What is a chief experience officer (CXO)?

You’ve likely heard of typical C-suite level positions like CEO or CIO. But newer, less common C-suite roles are starting to emerge – roles of less renown but equal import.

The CXO, or chief experience officer, is one such lesser-known C level role. A CXO is concerned with everything to do with the experiences an organisation creates for customers. But what does that entail, exactly?

Here’s a headline overview of the CXO role.


What does a CXO do?

A chief experience officer focuses on monitoring, managing, and optimising user/customer experiences. They do so at an executive level – with the decision-making capacity to drive progress.

The CXO role requires cross-organisational strategy. So, the chief experience officer will work with leadership, product design, front-line team members – any department that impacts or interacts with the customer. At each touchpoint, the CXO works to develop product and service strategies that ensure positive experiences.

In short, a CXO is someone on the C level dedicated to improving and maintaining great customer relationships.

In companies serious about adopting and promoting a customer-centric approach, the CXO role is fast becoming a staple.


The chief experience officer and customer service

Perhaps the most definitive part of our experiences with businesses comes from the service we receive. As such, a key part of the CXO role revolves around customer service.

A chief experience officer oversees the experience created through every part of the customer journey. This covers discovery, through to purchase, to use, to any other ongoing service and support needs.

This means that, in terms of customer service elements alone, the CXO will:

And that’s not all.


The chief experience officer and product design

Because the chief experience officer is all about experience, there’s more than the customer service side to the role. A CXO also deals with the experience that your products and services create in the first place.

Specifically, a chief experience officer takes customer data – user reports, direct feedback, call centre metrics –  and communicates it to development teams and product managers. Their goal is to ensure that needs and expectations are being well met.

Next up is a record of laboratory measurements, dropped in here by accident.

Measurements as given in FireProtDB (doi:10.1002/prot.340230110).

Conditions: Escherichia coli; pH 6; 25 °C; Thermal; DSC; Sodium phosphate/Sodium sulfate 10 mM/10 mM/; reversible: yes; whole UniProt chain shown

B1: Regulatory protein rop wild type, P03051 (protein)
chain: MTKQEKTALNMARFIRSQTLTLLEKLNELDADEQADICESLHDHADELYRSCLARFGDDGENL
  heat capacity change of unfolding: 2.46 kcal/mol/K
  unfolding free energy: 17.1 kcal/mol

In other words, the CXO makes sure that the product or service on offer incorporates the experience that customers expect and desire.

A CXO, then, assists with UX design by acting with customer/user experiences as their core focus. They bridge the gaps between the product manager, customer expectations, the abilities of the business, and the resources available.


Why hire a CXO?

As a new role, is the chief experience position worth filling? In short: yes. A CXO brings a host of benefits to both customers and the company — particularly in terms of future success.

Better customer experiences lead to higher satisfaction and a better chance of retaining customers. But better experiences don’t just keep customers around. They make it more likely that a customer will use more of your products and services, too.

Every good experience we have with a brand generates trust. The customer knows they can expect great service and high-quality products. So, because you have someone overseeing everything to do with ensuring great experiences, you gain all the benefits that come with providing great experiences.

Additionally, having a CXO helps you keep a good view of the future of your product. Your business and its products and services are optimised. Your customer-impacting employees are informed. And your whole customer experience strategy is empowered via C level focus.


The chief experience officer role

TL;DR:

A chief experience officer takes an all-encompassing view and approach to creating great experiences. They’re someone with the authority to make needed changes, big and small, that ultimately help to create better experiences.


Useful links

Live chat and customer data security

Agent empowerment: what is it, and why is it so important?

Small but mighty: the power of brand advocacy